In the year 2044, reality is an ugly place. The only time teenage Wade Watts really feels alive is when he’s jacked into the virtual utopia known as the OASIS. Wade’s devoted his life to studying the puzzles hidden within this world’s digital confines, puzzles that are based on their creator’s obsession with the pop culture of decades past and that promise massive power and fortune to whoever can unlock them. When Wade stumbles upon the first clue, he finds himself beset by players willing to kill to take this ultimate prize. The race is on, and if Wade’s going to survive, he’ll have to win—and confront the real world he’s always been so desperate to escape.
I never knew how much I needed a book that marries 80s pop culture with a nerdy sci-fi premise until I read Ready Player One by Ernest Cline. If any of those things appeal to you then you are in for a serious treat. Even if you think they don’t appeal to you you’re still probably be in for a treat because it’s a fast paced fun book no matter what.
This book had been on my “need to read” list for quiet a while but I never really new what to expect or if I was actually going to like it. I finally ordered it and it took me all of about a day and a half to read it because I could absolutely not put it down.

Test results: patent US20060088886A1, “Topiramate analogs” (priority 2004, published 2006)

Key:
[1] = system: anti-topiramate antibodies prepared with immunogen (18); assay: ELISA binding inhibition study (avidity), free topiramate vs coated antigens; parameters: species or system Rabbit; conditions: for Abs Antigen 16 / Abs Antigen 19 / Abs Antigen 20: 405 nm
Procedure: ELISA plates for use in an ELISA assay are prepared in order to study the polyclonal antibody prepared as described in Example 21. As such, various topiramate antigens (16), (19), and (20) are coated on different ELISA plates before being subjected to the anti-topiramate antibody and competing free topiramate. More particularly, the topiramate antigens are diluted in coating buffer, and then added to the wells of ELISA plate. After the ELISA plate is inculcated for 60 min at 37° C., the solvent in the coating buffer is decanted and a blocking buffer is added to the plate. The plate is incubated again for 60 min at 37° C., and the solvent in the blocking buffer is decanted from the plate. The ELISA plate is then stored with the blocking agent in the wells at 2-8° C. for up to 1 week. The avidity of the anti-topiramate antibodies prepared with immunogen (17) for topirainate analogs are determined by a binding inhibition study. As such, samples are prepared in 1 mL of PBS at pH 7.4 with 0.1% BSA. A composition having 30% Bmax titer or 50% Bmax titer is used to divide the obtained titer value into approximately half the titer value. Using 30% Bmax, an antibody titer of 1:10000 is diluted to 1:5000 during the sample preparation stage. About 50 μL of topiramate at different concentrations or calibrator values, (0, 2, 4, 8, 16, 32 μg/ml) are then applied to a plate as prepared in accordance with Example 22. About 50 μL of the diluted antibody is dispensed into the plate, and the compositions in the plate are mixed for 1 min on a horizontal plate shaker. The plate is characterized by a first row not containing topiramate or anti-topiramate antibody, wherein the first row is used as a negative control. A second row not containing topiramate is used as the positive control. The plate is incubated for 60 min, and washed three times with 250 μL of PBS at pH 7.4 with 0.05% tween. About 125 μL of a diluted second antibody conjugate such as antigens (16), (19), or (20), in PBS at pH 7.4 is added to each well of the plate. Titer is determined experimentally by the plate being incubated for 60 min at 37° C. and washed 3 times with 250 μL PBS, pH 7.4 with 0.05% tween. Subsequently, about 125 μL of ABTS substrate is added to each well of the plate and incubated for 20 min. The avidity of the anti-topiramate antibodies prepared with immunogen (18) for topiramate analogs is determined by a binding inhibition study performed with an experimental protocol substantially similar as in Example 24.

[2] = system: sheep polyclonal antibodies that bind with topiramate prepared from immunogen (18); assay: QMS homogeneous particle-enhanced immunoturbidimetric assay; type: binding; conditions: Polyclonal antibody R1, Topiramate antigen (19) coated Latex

More and more the idea of it being possible to live almost completely instead a virtual reality world doesn’t seem that far fetched. It was fun to immerse myself into a world where that has happened and follow Wade into the OASIS. Quite like books are meant to do I felt like I was able to escape there just as easily as Wade did.
Then once the challenge starts and Wade is invested on completing and winning the grand prize set up by James Halliday it’s even more of a wild ride. That was definitely the point where I couldn’t put the book down and it was just so fun and fast-paced that I didn’t want to stop reading.
The book isn’t without it’s flaws and I know a lot of people have gripes with the writing style, the semantics of references made in the book and when they actually came out. I even saw a complaint with the writers portrayal of a dystopian future. Which, really? It’s a work of fiction and not meant to be the most accurate thing in the world so if his vision of a dystopian future is different from someone else’s then so be it. There was far more to the book for me than pedantic issues people found with it.
If you really couldn’t care less about any kind of 80’s pop culture or the idea of a virtual reality treasure hunt then I could see where this book may not be one you reach for but if any of it interests you at all I would highly recommend giving this book a read. I was so genuinely sad to finish it because it was such a fun read.